International Dividend Repatriations
Income earned by the branches and subsidiaries of multinational firms can be either reinvested in the host country or repatriated as dividends to the firms' headquarters. Despite the rapid growth of foreign direct investment in the 1990s, there has been relatively limited analysis of the dividend behavior of multinationals. We find that investors in multinationals from the two largest foreign- investing countries-the United Kingdom and the United States-require a steady flow of dividends, consistent with a view that such regular dividend payments are a mechanism through which to discipline host-country managers. In contrast, German investors, who tend to invest in riskier countries, do not appear to demand persistent dividend payments. Changes in income also influence dividends. This payout ratio from income appears, for example, to be lower for less risky countries. Finally, the evidence suggests that dividend payments do not necessarily aggravate the balance of payments position during crises.
|Date of creation:||01 Jan 2004|
|Date of revision:|
|Contact details of provider:|| Postal: International Monetary Fund, Washington, DC USA|
Phone: (202) 623-7000
Fax: (202) 623-4661
Web page: http://www.imf.org/external/pubind.htm
More information through EDIRC
|Order Information:||Web: http://www.imf.org/external/pubs/pubs/ord_info.htm|
References listed on IDEAS
Please report citation or reference errors to , or , if you are the registered author of the cited work, log in to your RePEc Author Service profile, click on "citations" and make appropriate adjustments.:
- James R. Hines, Jr. & R. Glenn Hubbard, 1990.
"Coming Home To America: Dividend Repatriations By U.S. Multinationals,"
in: Taxation in the Global Economy, pages 161-208
National Bureau of Economic Research, Inc.
- James R. Hines, Jr. & R. Glenn Hubbard, 1989. "Coming Home to America: Dividend Repatriations by U.S. Multinationals," NBER Working Papers 2931, National Bureau of Economic Research, Inc.
- Hines, J.R.J. & Hubbard, R.G., 1989. "Coming Home To America - Devidend Repatriations By U.S. Multinationals," Papers 146, Princeton, Woodrow Wilson School - Public and International Affairs.
- Alan Greenspan, 2003.
868, Federal Reserve Bank of Chicago.
- Benartzi, Shlomo & Michaely, Roni & Thaler, Richard H, 1997.
" Do Changes in Dividends Signal the Future or the Past?,"
Journal of Finance,
American Finance Association, vol. 52(3), pages 1007-34, July.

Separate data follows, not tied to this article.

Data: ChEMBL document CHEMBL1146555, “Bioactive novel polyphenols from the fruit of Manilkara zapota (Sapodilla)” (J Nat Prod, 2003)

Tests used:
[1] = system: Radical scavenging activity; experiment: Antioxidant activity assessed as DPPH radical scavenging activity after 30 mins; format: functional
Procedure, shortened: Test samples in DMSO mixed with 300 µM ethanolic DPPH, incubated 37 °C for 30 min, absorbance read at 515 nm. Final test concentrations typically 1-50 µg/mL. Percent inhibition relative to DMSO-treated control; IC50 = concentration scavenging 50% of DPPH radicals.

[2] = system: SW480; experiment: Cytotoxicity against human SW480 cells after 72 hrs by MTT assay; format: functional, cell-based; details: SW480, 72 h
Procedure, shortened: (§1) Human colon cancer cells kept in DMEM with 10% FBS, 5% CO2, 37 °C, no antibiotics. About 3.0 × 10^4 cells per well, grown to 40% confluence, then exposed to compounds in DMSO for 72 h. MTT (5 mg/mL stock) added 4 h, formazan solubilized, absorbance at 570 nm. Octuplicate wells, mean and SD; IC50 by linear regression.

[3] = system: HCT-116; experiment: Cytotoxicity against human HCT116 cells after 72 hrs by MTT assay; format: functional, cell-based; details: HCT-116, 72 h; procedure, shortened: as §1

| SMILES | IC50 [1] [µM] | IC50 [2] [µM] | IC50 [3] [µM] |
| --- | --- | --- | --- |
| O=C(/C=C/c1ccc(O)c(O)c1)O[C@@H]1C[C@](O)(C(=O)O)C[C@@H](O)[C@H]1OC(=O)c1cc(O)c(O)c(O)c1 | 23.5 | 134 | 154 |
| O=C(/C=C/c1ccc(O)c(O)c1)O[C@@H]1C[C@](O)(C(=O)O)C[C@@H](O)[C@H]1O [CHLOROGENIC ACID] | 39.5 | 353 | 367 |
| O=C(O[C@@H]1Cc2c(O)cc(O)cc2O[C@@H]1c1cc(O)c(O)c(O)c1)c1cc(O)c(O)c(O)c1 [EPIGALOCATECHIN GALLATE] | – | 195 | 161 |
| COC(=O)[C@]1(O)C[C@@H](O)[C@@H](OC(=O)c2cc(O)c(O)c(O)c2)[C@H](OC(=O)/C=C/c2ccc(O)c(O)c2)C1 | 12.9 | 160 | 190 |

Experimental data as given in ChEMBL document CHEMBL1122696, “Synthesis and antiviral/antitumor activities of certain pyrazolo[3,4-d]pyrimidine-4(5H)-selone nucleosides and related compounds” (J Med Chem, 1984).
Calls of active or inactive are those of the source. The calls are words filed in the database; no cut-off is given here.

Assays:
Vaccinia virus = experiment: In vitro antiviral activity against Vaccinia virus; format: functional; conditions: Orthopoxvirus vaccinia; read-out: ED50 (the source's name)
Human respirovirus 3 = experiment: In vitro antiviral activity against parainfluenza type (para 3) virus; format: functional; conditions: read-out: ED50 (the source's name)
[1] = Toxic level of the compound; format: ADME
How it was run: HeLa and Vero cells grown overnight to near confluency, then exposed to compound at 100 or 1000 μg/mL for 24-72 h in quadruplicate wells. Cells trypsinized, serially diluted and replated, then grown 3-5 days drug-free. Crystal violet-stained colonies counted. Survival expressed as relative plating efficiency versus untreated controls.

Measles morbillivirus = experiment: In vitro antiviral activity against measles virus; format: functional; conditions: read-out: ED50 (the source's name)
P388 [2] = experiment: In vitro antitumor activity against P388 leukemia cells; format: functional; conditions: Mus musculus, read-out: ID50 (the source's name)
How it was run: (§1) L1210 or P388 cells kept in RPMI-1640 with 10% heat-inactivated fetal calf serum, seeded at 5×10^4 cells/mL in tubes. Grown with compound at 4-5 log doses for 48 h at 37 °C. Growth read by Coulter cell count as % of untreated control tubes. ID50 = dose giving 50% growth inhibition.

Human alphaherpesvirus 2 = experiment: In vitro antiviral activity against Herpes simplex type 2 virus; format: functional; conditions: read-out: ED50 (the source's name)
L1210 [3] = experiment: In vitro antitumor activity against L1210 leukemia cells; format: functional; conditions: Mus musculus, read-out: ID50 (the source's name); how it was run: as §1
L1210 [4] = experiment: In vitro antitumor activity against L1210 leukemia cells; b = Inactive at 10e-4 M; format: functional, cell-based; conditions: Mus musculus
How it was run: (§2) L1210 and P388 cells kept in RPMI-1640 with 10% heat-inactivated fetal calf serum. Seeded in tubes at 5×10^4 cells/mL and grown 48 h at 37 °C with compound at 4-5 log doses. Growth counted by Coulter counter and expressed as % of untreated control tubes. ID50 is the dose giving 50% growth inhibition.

- Shlomo Benartzi & Roni Michaely & Richard Thaler, 1997. "Do Changes in Dividends Signal the Future or the Past?," CRSP working papers 455, Center for Research in Security Prices, Graduate School of Business, University of Chicago.
- Shlomo Benartzi & Roni Michaely & Richard Thaler, . "Do Changes in Dividends Signal the Future or the Past?," CRSP working papers 327, Center for Research in Security Prices, Graduate School of Business, University of Chicago.
- Desai, Mihir A. & Foley, C. Fritz & Hines, James R. Jr., 2001.
"Repatriation Taxes and Dividend Distortions,"
National Tax Journal,
National Tax Association, vol. 54(n. 4), pages 829-51, December.
- Rafael LaPorta & Florencio Lopez-de-Silanes & Andrei Shleifer & Robert Vishny, .
"Investor Protection and Corporate Governance,"
19455, Harvard University OpenScholar.
- Rosanne Altshuler & Harry Grubert, 2001.
"Repatriation Taxes, Repatriation Strategies and Multinational Financial Policy,"
NBER Working Papers
8144, National Bureau of Economic Research, Inc.
- Altshuler, Rosanne & Grubert, Harry, 2003. "Repatriation taxes, repatriation strategies and multinational financial policy," Journal of Public Economics, Elsevier, vol. 87(1), pages 73-107, January.
- Rosanne Altshuler & Harry Grubert, 2002. "Repatriation Taxes, Repatriation Strategies and Multinational Financial Policy," Departmental Working Papers 200009, Rutgers University, Department of Economics.
When requesting a correction, please mention this item's handle: RePEc:imf:imfwpa:04/5. See general information about how to correct material in RePEc.
For technical questions regarding this item, or to correct its authors, title, abstract, bibliographic or download information, contact: (Jim Beardow)or (Hassan Zaidi)
If you have authored this item and are not yet registered with RePEc, we encourage you to do it here. This allows to link your profile to this item. It also allows you to accept potential citations to this item that we are uncertain about.
If references are entirely missing, you can add them using this form.
If the full references list an item that is present in RePEc, but the system did not link to it, you can help with this form.
If you know of missing items citing this one, you can help us creating those links by adding the relevant references in the same way as above, for each refering item. If you are a registered author of this item, you may also want to check the "citations" tab in your profile, as there may be some citations waiting for confirmation.
Please note that corrections may take a couple of weeks to filter through the various RePEc services.